District 1: Kasandra spent her professional career as a social worker with the state, and she has expanded her concerns with the well-being of the community as a city councilor. She is the founder of the resilience leaders program to ensure safe childhoods; she initiated the Mano y Mano program that employs the homeless and founded the suicide-prevention task force. She supports a sustainability plan for the city that includes reaching 100% clean energy usage by 2050, including by the utilization of electric buses and cars and by installing solar panel on city facilities.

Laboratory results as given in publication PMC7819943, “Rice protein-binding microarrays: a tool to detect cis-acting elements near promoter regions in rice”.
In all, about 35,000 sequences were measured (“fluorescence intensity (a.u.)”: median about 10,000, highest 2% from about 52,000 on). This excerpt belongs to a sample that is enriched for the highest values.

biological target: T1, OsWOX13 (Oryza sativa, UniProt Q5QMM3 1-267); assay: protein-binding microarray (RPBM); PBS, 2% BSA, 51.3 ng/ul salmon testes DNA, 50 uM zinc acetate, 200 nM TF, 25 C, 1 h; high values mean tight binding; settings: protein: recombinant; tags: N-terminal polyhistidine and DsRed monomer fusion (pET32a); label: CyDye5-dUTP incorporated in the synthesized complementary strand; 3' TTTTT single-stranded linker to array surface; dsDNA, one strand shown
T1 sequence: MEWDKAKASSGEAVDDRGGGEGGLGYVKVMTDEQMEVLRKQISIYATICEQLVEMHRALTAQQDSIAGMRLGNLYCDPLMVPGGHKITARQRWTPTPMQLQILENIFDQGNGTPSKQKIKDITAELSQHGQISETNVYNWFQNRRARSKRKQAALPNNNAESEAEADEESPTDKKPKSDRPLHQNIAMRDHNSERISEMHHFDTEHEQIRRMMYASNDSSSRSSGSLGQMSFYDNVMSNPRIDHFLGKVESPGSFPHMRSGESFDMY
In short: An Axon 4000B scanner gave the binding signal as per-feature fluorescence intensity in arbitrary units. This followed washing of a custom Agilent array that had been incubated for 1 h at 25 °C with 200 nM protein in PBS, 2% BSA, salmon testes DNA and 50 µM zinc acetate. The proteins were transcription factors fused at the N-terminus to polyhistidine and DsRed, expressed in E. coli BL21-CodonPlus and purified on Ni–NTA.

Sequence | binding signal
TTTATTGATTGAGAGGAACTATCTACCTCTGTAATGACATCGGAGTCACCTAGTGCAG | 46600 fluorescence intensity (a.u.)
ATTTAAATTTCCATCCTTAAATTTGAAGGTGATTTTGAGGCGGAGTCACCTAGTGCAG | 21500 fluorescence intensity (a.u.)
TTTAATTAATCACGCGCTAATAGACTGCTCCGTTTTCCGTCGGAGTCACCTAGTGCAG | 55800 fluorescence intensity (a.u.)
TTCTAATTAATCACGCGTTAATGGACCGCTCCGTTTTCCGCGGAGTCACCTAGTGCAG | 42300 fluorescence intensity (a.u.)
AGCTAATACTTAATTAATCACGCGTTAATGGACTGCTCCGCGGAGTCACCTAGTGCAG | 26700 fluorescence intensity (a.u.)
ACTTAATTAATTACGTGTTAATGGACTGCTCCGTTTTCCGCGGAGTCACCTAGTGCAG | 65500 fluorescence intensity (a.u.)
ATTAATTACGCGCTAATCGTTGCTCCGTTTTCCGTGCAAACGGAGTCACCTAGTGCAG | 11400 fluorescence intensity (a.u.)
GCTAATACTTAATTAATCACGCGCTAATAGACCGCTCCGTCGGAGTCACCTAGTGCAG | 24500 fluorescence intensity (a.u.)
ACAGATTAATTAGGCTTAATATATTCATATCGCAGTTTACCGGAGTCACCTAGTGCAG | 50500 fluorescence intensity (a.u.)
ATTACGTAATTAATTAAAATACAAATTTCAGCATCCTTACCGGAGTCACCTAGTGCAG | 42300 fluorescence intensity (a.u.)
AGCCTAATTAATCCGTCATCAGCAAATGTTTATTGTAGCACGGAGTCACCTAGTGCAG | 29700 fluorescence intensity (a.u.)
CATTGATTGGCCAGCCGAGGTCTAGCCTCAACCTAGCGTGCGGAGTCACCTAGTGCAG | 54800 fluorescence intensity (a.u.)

District 2 (dual endorsement): Tessa, a mother of three, has been an advocate for children, healthcare, and the environment. She was selected by Moms Clean Air Force to participate in a “Play-In for Climate Action” this year in Washington, D.C., where she spoke with congressional representatives and staff about the threat that a changing climate poses to the wellbeing of our youngest and oldest citizens. Tessa is a member of the Board of Directors of the Las Cruces Green Chamber of Commerce and was an advocate for the formation of the Organ Mountain-Desert Peaks National Monument.
District 2 (dual endorsement): Jack has a long history as a public servant and in transit and waste/recycling issues. He was involved in the startup of the Las Cruces Roadrunner Transit System; the creation of the Hazardous Household Materials collection for the City; and the startup of the South Central Solid Waste Authority and its recycling program.